Over the course of the past decade, the Costs of War project at Brown University’s Watson Institute has focused on the human, financial, environmental, social and political costs and consequences of the post-9/11 wars and illustrated how the impacts of the wars will ripple into the future. Founded in 2010 by Neta Crawford, Professor and Chair of the Department of Political Science at BU, and Catherine Lutz, Thomas J. Watson Jr. Family Professor of Anthropology and International Studies at Brown, the Costs of War project has produced over 70 papers and garnered significant attention from policymakers and major media outlets. Beginning in Fall 2019, the two-year 20 Years of War series will produce a new set of analyses to mark the 20th anniversary of the beginning of the post-9/11 wars. This effort will include updating existing papers as well as producing new reports in order to provide a comprehensive overview of these wars’ many costs. Dr. Heidi Peltier, an economist who has been in the Costs of War network for a decade, has joined the Pardee Center and the Department of Political Science as a research professor. Dr. Peltier will direct the 20 Years of War series at the Pardee Center, coordinating the new work in collaboration with the ongoing Costs of War project at Brown. The 20 Years of War research series is funded by a generous grant from the Carnegie Corporation of New York through the Pardee Center. BU’s College of Arts and Sciences and the Provost, along with the Watson Institute, are also supporting the project.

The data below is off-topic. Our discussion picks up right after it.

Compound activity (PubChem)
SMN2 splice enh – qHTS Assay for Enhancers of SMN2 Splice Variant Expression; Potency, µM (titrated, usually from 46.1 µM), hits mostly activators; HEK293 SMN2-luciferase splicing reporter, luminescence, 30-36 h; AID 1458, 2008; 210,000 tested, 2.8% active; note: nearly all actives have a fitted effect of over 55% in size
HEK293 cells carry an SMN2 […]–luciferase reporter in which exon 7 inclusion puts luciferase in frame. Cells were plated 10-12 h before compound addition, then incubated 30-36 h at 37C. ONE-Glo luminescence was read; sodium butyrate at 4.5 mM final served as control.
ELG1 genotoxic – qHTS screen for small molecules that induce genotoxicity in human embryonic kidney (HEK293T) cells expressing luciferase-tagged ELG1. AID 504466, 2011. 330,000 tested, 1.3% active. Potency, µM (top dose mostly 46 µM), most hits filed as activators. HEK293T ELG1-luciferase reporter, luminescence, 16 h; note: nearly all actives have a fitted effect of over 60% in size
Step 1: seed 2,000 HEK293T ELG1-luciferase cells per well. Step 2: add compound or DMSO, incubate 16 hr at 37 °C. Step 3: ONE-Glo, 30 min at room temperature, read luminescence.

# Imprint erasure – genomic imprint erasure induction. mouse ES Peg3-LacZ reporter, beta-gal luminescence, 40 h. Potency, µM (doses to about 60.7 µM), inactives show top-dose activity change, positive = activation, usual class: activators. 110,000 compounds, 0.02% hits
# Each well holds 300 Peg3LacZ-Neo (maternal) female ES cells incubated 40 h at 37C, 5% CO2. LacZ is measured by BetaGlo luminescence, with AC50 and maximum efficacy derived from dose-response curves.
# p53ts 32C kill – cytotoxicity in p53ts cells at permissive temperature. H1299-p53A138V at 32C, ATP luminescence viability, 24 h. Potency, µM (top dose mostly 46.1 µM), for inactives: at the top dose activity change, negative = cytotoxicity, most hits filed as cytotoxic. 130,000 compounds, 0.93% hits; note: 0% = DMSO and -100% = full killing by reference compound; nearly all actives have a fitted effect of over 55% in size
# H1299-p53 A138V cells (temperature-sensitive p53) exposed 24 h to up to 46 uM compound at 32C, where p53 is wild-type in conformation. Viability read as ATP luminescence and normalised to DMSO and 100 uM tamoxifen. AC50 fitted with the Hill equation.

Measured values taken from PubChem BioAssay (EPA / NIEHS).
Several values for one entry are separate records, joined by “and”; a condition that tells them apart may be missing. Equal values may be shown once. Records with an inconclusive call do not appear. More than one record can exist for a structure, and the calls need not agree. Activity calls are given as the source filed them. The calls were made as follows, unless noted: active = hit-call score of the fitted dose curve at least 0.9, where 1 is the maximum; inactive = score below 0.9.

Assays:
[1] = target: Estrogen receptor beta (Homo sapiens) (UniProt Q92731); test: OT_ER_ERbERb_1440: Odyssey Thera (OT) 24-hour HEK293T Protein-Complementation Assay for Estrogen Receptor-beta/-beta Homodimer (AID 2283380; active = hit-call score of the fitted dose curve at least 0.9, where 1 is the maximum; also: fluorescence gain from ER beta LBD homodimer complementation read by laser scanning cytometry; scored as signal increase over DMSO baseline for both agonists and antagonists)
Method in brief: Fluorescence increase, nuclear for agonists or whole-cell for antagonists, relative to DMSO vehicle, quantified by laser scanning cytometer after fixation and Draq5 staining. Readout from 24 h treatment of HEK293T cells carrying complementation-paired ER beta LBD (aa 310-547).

Richard Samuel Deese, Social Sciences, College of General Studies
Michael Holm, Social Sciences, College of General Studies
Faculty Research Fellows (2018-2021)

Democracy Beyond the Nation State